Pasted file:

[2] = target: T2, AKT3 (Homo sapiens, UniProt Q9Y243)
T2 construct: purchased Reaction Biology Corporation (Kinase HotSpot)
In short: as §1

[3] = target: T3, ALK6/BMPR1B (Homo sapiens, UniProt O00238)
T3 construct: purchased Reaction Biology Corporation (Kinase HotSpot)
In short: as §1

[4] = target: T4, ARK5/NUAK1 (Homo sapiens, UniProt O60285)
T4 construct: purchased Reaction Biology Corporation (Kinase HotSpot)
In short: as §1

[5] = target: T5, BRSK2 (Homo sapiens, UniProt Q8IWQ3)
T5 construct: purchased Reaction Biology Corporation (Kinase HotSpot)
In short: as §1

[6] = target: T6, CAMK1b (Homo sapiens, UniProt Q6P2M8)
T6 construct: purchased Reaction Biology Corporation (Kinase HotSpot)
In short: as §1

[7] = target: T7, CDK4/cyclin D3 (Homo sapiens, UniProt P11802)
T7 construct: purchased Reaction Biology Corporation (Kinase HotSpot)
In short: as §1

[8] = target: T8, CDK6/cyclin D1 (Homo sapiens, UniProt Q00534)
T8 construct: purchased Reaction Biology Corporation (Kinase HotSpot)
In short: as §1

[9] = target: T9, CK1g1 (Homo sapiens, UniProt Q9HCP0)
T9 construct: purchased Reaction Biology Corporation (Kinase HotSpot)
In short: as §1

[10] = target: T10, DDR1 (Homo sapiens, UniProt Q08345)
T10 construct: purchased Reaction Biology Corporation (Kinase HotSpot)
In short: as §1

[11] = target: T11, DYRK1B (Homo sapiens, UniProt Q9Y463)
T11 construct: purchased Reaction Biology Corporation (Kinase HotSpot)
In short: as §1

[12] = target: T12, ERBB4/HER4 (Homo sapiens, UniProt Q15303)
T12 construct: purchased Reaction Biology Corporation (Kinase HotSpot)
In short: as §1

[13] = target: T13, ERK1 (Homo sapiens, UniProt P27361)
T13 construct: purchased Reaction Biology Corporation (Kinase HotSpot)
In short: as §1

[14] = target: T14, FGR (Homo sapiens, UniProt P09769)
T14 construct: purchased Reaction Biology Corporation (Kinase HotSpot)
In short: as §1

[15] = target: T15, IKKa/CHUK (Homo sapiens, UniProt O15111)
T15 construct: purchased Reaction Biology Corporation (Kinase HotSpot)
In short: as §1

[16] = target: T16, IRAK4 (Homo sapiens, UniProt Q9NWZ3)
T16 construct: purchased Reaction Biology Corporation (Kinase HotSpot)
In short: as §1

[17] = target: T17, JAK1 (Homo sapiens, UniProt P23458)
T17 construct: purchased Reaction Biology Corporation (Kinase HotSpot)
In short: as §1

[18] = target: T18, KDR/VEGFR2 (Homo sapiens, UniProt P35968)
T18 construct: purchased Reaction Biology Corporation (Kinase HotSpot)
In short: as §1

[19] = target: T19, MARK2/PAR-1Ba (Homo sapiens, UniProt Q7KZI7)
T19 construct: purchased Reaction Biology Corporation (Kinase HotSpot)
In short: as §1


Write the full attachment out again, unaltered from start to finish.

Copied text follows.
[2] = target: T2, AKT3 (Homo sapiens, UniProt Q9Y243)
T2 construct: purchased Reaction Biology Corporation (Kinase HotSpot)
In short: as §1

[3] = target: T3, ALK6/BMPR1B (Homo sapiens, UniProt O00238)
T3 construct: purchased Reaction Biology Corporation (Kinase HotSpot)
In short: as §1

[4] = target: T4, ARK5/NUAK1 (Homo sapiens, UniProt O60285)
T4 construct: purchased Reaction Biology Corporation (Kinase HotSpot)
In short: as §1

[5] = target: T5, BRSK2 (Homo sapiens, UniProt Q8IWQ3)
T5 construct: purchased Reaction Biology Corporation (Kinase HotSpot)
In short: as §1

[6] = target: T6, CAMK1b (Homo sapiens, UniProt Q6P2M8)
T6 construct: purchased Reaction Biology Corporation (Kinase HotSpot)
In short: as §1

[7] = target: T7, CDK4/cyclin D3 (Homo sapiens, UniProt P11802)
T7 construct: purchased Reaction Biology Corporation (Kinase HotSpot)
In short: as §1

[8] = target: T8, CDK6/cyclin D1 (Homo sapiens, UniProt Q00534)
T8 construct: purchased Reaction Biology Corporation (Kinase HotSpot)
In short: as §1

[9] = target: T9, CK1g1 (Homo sapiens, UniProt Q9HCP0)
T9 construct: purchased Reaction Biology Corporation (Kinase HotSpot)
In short: as §1

[10] = target: T10, DDR1 (Homo sapiens, UniProt Q08345)
T10 construct: purchased Reaction Biology Corporation (Kinase HotSpot)
In short: as §1

[11] = target: T11, DYRK1B (Homo sapiens, UniProt Q9Y463)
T11 construct: purchased Reaction Biology Corporation (Kinase HotSpot)
In short: as §1

[12] = target: T12, ERBB4/HER4 (Homo sapiens, UniProt Q15303)
T12 construct: purchased Reaction Biology Corporation (Kinase HotSpot)
In short: as §1

[13] = target: T13, ERK1 (Homo sapiens, UniProt P27361)
T13 construct: purchased Reaction Biology Corporation (Kinase HotSpot)
In short: as §1

[14] = target: T14, FGR (Homo sapiens, UniProt P09769)
T14 construct: purchased Reaction Biology Corporation (Kinase HotSpot)
In short: as §1

[15] = target: T15, IKKa/CHUK (Homo sapiens, UniProt O15111)
T15 construct: purchased Reaction Biology Corporation (Kinase HotSpot)
In short: as §1

[16] = target: T16, IRAK4 (Homo sapiens, UniProt Q9NWZ3)
T16 construct: purchased Reaction Biology Corporation (Kinase HotSpot)
In short: as §1

[17] = target: T17, JAK1 (Homo sapiens, UniProt P23458)
T17 construct: purchased Reaction Biology Corporation (Kinase HotSpot)
In short: as §1

[18] = target: T18, KDR/VEGFR2 (Homo sapiens, UniProt P35968)
T18 construct: purchased Reaction Biology Corporation (Kinase HotSpot)
In short: as §1

[19] = target: T19, MARK2/PAR-1Ba (Homo sapiens, UniProt Q7KZI7)
T19 construct: purchased Reaction Biology Corporation (Kinase HotSpot)
In short: as §1